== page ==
Mass demonstrations in Syria, sometimes violent, began in mid-March. Since then, human rights groups and various governments claim thousands of civilians have been killed by security forces trying to put down the unrest.

The European Union and the U.S. government already imposed economic sanctions on the Assad dictatorship. More might be on the way as EU officials consider joining the American embargo on Syrian oil imports.


 

Brazil’s communist Punch and Judy show and the “right” of eminent domain.

A new U.S. military report — which will give additional credence to those advocating an end to foreign aid and interventionism — reveals that America has been funding her enemies to the tune of $360 million. After a careful examination of combat support and reconstruction contracts, researchers determined that the U.S. tax dollars had ended up with the Taliban and other enemies whom the United States has been fighting for the past decade.

The Blaze observes:

The losses underscore the challenges the U.S. and its international partners face in overcoming corruption in Afghanistan. A central part of the Obama administration’s strategy has been to award U.S.-financed contracts to Afghan businesses to help improve quality of life and stoke the country’s economy.

The investigation into the contracts, led by U.S. Army Gen. David Petraeus, reveals many connections between the Afghan companies and their subcontractors to groups which the military would classify as “malign actors.”

Former Secretary of State Henry Kissinger has been riding the promotion circuit since his latest book, On China, was released on May 17 by Penguin Press. The release was timed to precede the 40th anniversary (July 9, 1971) of his secret trip to China that is credited with opening relations between the United States and the Communist regime of Mao Zedong (which was then assisting the Communist forces that were killing American troops in Southeast Asia).

The book's release also, coincidentally, was well timed for exploitation by the Chinese Politburo for the 90th Anniversary of the founding of the Communist Party of China (July 1, 1921).  As to be expected, the 608-page tome has been showered with adulatory reviews from the Kissinger-adoring mainstream media. Some examples: "Nobody living can claim greater credit than Mr. Kissinger for America's 1971 opening to Beijing ... a fluent, fascinating...book," — the Wall Street Journal. "Fascinating, shrewd..." — the New York Times. "From the eminent elder statesman, an astute appraisal on Chinese diplomacy ... Sage words and critical perspective ..." — Kirkus Reviews.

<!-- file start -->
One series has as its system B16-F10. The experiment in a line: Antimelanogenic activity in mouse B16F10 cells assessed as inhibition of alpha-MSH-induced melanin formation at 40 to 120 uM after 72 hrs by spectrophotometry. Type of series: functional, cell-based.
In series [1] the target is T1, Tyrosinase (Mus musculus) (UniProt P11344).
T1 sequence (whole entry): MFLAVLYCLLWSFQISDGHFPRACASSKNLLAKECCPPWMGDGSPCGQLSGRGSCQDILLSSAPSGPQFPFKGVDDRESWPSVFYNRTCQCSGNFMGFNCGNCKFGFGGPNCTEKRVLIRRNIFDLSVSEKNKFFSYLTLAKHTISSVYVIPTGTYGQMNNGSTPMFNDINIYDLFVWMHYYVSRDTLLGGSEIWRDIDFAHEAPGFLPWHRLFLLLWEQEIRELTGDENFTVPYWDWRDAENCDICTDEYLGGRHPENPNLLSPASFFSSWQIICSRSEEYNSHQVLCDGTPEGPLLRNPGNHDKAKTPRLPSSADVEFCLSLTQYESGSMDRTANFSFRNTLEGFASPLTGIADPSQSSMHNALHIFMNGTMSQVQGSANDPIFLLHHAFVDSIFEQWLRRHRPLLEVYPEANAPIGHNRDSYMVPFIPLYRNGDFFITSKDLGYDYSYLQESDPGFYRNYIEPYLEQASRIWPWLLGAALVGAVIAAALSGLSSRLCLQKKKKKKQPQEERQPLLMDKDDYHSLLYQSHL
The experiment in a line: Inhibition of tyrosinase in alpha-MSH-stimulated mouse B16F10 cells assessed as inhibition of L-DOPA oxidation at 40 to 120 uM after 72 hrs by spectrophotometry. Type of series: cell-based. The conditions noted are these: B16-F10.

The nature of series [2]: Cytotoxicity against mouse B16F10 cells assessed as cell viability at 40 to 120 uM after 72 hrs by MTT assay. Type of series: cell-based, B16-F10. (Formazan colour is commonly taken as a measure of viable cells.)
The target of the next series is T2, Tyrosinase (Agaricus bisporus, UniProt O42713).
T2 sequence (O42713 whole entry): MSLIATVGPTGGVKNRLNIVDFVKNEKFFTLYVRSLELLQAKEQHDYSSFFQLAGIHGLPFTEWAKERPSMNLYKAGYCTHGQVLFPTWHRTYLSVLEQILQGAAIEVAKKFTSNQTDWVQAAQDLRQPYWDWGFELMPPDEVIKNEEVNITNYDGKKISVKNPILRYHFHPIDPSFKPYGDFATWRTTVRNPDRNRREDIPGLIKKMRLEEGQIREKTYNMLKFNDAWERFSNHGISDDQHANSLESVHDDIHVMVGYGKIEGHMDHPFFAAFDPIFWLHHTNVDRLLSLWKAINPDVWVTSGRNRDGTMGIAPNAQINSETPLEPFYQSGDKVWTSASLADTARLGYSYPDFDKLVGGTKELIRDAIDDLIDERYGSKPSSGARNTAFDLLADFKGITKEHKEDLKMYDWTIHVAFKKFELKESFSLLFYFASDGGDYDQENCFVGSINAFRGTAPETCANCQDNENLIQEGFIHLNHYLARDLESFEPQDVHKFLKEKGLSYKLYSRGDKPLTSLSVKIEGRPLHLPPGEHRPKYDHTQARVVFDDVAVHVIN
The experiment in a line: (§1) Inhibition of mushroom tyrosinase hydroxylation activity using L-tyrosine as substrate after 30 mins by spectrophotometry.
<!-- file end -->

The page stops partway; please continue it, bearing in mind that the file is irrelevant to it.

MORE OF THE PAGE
The North Atlantic Treaty Organization (NATO) is being heavily criticized for civilian casualties and a series of bombings apparently targeting essential non-military infrastructure in Libya, with some observers calling the actions war crimes. The Libyan rebels being supported by coalition forces have also been accused of wanton savagery and even crimes against humanity.

Most recently, a NATO bombing campaign near the Libyan city of Zlitan earlier this month reportedly killed almost 100 civilians — more than half of them women and children. The attack sparked a new wave of outrage worldwide as journalists and activists called for investigations.

 Representatives of the Gaddafi regime took a large group of foreign reporters to the site. They were reportedly shown bodies of women and children, including the remains of a baby. Multiple bombed out homes were also presented to international journalists.

As the GOP 2012 presidential campaign evolves, foreign policy issues will become more and more relevant, particularly as pro-Israel candidates debate Palestine’s venture for membership into the United Nations. Although domestic issues will continue to play a central role in the debate — largely due to the economy’s prolonged comatose state — Palestinian leaders’ request for U.N. membership serves a new recipe for the GOP campaign plate.

Palestinian President Mahmoud Abbas will introduce Palestine’s application to U.N. Secretary-General Ban Ki-moon before the general assembly convenes on September 20. Israeli Prime Minister Benjamin Netanyahu’s office said that the Palestinian request was "expected and regrettable," and that "Netanyahu still believes that only through direct and honest negotiations — not through unilateral decisions — will it be possible to advance the peace process."